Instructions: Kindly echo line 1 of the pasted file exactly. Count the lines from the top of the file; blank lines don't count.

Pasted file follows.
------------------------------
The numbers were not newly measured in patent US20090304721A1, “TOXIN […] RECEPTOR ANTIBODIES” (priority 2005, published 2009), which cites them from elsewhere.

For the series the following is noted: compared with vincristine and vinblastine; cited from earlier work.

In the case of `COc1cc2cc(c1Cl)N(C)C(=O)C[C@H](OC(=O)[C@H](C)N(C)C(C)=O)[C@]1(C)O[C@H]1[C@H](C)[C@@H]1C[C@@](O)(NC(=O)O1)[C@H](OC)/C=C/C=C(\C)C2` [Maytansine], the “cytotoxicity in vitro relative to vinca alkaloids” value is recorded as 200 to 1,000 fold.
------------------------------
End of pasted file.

The numbers were not newly measured in patent US20090304721A1, “TOXIN […] RECEPTOR ANTIBODIES” (priority 2005, published 2009), which cites them from elsewhere.